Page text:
Double Standard: Juan Williams
Imagine for just one moment if someone uttered the following words on national television:
“I got to tell you, if I see people who are Black, I get worried. I get nervous.”
Or what about, “If I see people who are in Hasidic garb, I think they are identifying themselves first and foremost as Jews, I get worried. I get nervous.”
If we heard these words spoken, many of us would be offended and rightly so. But imagine if the person who spoke these words, rather than being repentent, stated that he was merely telling the truth, that he was just expressing his feelings. How would we, as a society, react? Would we find this an acceptable explanation?
Our answer can be found in the example of Juan Williams.
Speaking about Muslims on the October 21, 2010 episode of The O’Reilly Factor, FOX’s Juan Williams said the equivalent of these remarks and yet there was little to no outcry from the public. Yes, Williams was fired from NPR. But NPR was swiftly attacked for it, from the right, from FOX News and from members of Congress.
There were no loud voices of outrage in the media. There were no headlines claiming that Williams had said or implied that Muslims were responsible for “all terrorism.” No one called Juan Williams a bigot. The mainstream media didn’t call him “anti-Muslim” or claim that he had a “meltdown.”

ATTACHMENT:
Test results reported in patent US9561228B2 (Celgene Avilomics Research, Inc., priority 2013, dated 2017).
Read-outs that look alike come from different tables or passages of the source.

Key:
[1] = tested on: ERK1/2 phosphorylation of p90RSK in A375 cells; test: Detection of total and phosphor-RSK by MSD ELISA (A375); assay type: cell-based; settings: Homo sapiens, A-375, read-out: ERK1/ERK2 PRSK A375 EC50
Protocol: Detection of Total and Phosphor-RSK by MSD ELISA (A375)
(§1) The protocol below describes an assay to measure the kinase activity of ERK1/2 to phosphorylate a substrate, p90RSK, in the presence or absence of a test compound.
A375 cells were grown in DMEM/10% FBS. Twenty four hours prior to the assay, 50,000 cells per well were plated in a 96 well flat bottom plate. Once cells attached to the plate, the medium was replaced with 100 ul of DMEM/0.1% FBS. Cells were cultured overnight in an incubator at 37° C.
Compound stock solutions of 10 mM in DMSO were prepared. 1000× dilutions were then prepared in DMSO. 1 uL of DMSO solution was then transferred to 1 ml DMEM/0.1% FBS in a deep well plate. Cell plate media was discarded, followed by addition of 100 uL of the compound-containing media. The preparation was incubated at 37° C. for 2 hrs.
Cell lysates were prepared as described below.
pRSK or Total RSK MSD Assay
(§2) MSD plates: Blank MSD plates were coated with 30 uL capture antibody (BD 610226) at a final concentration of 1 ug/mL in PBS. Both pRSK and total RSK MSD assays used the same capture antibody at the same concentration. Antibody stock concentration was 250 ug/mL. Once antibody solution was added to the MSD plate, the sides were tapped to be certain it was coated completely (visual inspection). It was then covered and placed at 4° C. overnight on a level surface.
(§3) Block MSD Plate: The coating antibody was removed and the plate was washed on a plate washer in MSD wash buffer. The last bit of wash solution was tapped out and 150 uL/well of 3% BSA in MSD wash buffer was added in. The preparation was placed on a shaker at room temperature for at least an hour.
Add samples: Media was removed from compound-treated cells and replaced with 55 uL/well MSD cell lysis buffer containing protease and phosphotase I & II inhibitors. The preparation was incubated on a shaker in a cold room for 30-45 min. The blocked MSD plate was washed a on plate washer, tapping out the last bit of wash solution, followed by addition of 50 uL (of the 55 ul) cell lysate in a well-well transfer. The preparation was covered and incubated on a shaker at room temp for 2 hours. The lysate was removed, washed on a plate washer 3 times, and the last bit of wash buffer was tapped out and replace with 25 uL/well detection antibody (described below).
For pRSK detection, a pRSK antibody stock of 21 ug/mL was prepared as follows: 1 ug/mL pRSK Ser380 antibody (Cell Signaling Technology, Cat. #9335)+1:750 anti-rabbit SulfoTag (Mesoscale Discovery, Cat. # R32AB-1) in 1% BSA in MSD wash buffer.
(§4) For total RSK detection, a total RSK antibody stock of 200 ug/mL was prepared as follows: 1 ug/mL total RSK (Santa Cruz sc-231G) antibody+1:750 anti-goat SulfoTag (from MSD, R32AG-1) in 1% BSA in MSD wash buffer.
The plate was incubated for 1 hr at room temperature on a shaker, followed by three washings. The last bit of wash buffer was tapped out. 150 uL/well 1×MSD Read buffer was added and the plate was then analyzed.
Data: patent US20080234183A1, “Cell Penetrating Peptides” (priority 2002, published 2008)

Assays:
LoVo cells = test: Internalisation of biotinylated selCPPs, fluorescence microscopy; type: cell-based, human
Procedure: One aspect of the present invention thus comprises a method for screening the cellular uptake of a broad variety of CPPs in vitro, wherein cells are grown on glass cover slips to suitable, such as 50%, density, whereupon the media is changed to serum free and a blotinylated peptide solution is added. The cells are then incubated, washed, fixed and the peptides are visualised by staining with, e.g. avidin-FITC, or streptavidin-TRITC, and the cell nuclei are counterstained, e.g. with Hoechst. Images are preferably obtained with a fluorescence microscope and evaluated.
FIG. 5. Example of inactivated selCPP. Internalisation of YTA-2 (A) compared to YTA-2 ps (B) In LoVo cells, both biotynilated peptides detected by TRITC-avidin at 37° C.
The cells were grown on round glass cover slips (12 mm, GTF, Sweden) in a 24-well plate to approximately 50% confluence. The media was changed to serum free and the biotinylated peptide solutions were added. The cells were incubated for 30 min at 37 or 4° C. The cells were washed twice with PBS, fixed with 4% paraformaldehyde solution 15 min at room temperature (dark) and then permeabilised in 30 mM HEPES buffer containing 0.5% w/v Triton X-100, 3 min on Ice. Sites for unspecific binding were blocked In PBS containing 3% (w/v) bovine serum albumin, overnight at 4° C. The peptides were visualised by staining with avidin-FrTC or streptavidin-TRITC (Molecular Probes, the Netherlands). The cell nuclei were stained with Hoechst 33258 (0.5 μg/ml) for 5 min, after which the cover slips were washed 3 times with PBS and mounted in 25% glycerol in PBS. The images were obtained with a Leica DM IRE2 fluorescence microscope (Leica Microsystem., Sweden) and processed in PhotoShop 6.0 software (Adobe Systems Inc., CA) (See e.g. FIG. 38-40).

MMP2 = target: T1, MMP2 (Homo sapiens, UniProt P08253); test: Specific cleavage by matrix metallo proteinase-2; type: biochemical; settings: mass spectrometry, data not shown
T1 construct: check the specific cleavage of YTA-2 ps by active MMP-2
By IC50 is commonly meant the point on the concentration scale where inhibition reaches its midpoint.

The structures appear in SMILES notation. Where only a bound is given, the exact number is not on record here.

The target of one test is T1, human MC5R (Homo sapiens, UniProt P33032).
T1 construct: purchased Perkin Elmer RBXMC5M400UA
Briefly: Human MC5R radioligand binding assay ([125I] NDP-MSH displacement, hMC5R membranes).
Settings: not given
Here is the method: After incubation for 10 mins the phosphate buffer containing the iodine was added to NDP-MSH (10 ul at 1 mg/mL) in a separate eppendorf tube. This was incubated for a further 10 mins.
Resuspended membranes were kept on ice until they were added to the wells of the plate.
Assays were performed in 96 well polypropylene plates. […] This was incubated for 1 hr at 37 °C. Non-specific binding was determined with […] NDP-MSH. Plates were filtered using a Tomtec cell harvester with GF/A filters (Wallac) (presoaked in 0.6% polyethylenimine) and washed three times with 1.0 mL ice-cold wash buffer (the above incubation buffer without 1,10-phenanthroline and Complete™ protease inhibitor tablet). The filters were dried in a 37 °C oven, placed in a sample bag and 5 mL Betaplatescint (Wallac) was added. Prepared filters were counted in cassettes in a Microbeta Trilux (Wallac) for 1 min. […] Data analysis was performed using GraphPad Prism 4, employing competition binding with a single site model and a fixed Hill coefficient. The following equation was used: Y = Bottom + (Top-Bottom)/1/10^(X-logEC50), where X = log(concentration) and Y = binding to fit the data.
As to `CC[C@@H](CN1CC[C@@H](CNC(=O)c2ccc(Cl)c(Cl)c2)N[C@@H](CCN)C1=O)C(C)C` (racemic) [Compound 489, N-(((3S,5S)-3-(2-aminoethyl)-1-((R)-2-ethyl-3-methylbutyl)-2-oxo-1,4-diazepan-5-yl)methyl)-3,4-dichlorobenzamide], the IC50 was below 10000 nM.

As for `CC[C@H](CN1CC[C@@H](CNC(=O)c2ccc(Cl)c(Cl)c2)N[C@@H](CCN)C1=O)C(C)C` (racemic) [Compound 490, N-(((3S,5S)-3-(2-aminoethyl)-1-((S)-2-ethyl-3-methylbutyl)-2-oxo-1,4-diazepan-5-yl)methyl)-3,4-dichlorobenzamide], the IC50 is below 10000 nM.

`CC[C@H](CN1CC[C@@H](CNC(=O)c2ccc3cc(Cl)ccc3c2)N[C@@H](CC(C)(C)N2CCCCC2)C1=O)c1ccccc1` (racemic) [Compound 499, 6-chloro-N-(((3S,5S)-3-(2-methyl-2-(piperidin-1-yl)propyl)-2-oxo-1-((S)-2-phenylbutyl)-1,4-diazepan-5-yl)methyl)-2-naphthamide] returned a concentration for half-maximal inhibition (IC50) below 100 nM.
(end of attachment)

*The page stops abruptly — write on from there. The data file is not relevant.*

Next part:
Instead, Juan Williams was rewarded. His comments proved to be one of the biggest boosts to his career in years.
Just one day after these comments, Williams got a raise from FOX News, which signed him to a new $2 million per year three-year contract. FOX News Chief Roger Ailes even praised Williams: “Juan has been a staunch defender of liberal viewpoints since his tenure began at FOX News in 1997. He’s an honest man whose freedom of speech is protected by FOX News on a daily basis.” [emphasis added]
And just a few weeks after his raise at FOX News, Williams got signed to a two-book deal by Crown. His publisher said that Williams first book would, “focus on free speech and the growing difficulty in America of speaking out on sensitive topics.”
Juan Williams’ comments are offensive to Muslim-Americans and even Muslims worldwide. He says he was fired “for telling the truth.” If sweeping generalizations and fearmongering are so easily defended, then we’ve reached a new low in our political discourse.
Somehow, in spite of his comments, Williams became the posterchild for free speech, a symbol and hero for the right that this country has gone too far in political correctness and stifling discussion and debate.
No one begrudges Juan Williams his success, his new multi-million dollar a year contract at FOX News or his book deal with Crown. However, what we do ask is that an honest, intelligent and legitimate debate in this country take place about why it is acceptable to make statements about some ethnic or religious groups that we would dare not make about others.
It seems only fair that everyone in the media should be judged by the same standard.